August 13, 2016 will forever be one of those days where almost every Puerto Rican will remember where she or he was and what they were doing. And chances are, they were probably breathlessly watching Puerto Rican tennis player Monica Puig (@MonicaAce93) win Puerto Rico's first ever Olympic gold medal.
Monica Puig played spectacularly well against Angelique Kerber from Germany, who at that moment happened to be ranked number 2 in the world. Puig entered the Olympic games ranked number 34.
But that's just one of the reasons why Monica Puig's victory will be remembered as one of the highlights of the Rio 2016 Olympics. Puig's success holds a very special meaning for Puerto Ricans everywhere. Not only did she win Puerto Rico's first ever Olympic gold medal in any sport, but she is also the first woman to win an Olympic medal for Puerto Rico. (She isn't the first Puerto Rican to win gold, however. That honor belongs to another tennis player, Gigi Fernández, who won gold in the Barcelona 1992 Olympic games playing doubles for the United States.)
Intriguingly, Puig could have chosen to play for the US Olympic delegation, which would have made sense considering she was raised and lives in the state of Florida. She has instead chosen to forge a career playing tennis representing Puerto Rico.
Why Puerto Rico, which is a US territory and has been for more than a century, has its own Olympic delegation is a complicated story. In short, the Olympic governing body recognized Puerto Rico's National Olympic Committee in 1948, and ever since then Puerto Rico has had its own team, though Puerto Ricans hold US citizenship. Other US territories, such as the US Virgin Islands, Guam and American Samoa, also compete with their own delegation.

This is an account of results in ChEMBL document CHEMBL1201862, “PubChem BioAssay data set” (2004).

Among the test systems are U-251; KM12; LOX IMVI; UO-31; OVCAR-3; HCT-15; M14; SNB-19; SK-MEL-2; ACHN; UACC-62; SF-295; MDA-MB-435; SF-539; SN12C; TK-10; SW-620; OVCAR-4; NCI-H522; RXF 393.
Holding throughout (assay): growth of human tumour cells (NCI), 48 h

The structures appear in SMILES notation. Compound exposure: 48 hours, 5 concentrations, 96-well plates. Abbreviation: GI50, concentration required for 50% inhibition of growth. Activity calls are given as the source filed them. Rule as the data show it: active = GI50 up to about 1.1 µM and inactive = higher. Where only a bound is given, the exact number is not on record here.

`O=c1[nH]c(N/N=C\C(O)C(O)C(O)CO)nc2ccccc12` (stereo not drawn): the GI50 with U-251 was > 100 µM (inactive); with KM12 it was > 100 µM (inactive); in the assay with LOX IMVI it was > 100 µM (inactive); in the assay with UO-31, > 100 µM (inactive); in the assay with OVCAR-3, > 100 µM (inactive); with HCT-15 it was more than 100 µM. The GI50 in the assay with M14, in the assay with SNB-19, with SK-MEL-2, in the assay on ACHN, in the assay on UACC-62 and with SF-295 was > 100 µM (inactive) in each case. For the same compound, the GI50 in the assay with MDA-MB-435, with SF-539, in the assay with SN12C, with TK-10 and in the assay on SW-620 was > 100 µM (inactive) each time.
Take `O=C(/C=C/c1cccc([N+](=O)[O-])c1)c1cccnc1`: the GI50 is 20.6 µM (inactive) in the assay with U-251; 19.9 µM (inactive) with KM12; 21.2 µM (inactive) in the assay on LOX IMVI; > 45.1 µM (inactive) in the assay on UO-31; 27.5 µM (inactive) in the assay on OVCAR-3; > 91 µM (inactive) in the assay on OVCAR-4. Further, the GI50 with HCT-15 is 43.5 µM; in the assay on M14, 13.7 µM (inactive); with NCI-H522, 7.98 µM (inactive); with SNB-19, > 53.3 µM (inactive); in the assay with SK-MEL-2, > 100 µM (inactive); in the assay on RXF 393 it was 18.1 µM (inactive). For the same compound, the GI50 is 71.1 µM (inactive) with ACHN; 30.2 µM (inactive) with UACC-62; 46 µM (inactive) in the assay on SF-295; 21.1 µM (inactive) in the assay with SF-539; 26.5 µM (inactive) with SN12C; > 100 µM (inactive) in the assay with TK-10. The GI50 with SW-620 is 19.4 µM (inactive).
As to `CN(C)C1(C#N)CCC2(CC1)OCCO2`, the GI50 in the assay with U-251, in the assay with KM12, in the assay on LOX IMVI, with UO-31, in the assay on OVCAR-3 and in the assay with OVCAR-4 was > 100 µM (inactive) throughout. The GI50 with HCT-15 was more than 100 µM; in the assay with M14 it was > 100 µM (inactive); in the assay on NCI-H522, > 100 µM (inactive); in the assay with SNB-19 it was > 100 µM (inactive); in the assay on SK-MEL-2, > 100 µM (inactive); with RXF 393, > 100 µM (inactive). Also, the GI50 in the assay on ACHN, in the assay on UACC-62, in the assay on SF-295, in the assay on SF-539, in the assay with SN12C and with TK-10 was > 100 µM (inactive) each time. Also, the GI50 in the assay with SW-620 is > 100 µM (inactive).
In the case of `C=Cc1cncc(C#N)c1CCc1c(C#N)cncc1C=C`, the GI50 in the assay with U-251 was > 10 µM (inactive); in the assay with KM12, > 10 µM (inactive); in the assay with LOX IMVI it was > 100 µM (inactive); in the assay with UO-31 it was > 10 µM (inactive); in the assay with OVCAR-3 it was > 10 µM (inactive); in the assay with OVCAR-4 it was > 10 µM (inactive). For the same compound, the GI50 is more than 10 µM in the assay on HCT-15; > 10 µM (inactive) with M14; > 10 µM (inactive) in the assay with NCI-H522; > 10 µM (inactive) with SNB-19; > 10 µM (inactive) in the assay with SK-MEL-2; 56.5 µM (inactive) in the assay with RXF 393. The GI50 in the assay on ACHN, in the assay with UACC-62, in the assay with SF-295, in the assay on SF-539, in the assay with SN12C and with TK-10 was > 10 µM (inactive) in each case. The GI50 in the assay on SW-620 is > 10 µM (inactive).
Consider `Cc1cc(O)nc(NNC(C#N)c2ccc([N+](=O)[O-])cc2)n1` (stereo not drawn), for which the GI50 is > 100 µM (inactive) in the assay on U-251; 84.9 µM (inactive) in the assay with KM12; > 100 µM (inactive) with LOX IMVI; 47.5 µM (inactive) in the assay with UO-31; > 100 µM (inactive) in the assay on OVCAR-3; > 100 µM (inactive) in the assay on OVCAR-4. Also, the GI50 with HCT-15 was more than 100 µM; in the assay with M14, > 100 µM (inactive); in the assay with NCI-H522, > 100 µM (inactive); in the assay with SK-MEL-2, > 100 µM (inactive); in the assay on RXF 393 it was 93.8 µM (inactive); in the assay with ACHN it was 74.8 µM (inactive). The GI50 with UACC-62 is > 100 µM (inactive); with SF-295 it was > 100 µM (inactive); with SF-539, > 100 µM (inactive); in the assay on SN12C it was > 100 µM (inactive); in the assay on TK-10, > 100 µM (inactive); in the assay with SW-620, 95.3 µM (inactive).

Puig's victory came at a time when it was very much needed after a summer full of dispiriting headlines for Puerto Rico, from patronizing media coverage about the Zika virus to a loss of political autonomy thanks to a US government-imposed fiscal control board. Her words immediately after winning make it clear that she knew full well the significance this would have for many:
I think I united a nation, and I just love where I come from.
Social media erupted in an avalanche of celebratory joy upon the realization that Monica Puig won the match. Many users, irrespective of gender, changed their profile pictures to show her image and she became a trending topic across social media platforms. Many others reported having cried during the award ceremony, when for the first time ever Puerto Rico's national anthem was played at the Olympics.
Facebook user Margarita Javier shared just how meaningful that moment was for her and for countless Puerto Ricans:
[This] is the first time the Puerto Rican national anthem, “La Borinqueña” was ever played at the Olympics. We have been participating since 1948. I have watched every Olympics and our Puerto Rican athletes closely since I was a little girl, always hoping we'd get to hear the anthem. Even though we're not a politically independent country, ideologically and historically we are a fully realized, complex nation with our own unique culture, and our patriotism and nationalism is a form of colonial resistance. It's impossible to put into words why this moment is so meaningful and important to us. Every Puerto Rican in the island and abroad has been united. We are all Mónica Puig.
It is no wonder, then, that on August 23, 2016, people filled the streets of the capital city of San Juan to receive the Puerto Rico Olympic delegation on their return home. In the following video, students from the Puerto Rico Conservatory of Music can be heard playing the Puerto Ricon national anthem, La borinqueña, when the Olympic team passed by the Conservatory:
Puig's gold medal did more than just unite a people living in an archipelago of three inhabited islands. It united a people who are spread between that archipelago and many other parts of the world, not the least of which is the United States, where most Puerto Ricans emigrate to. When Puig said that she believed she united a nation, it wasn't a mere figure of speech. It was the truth.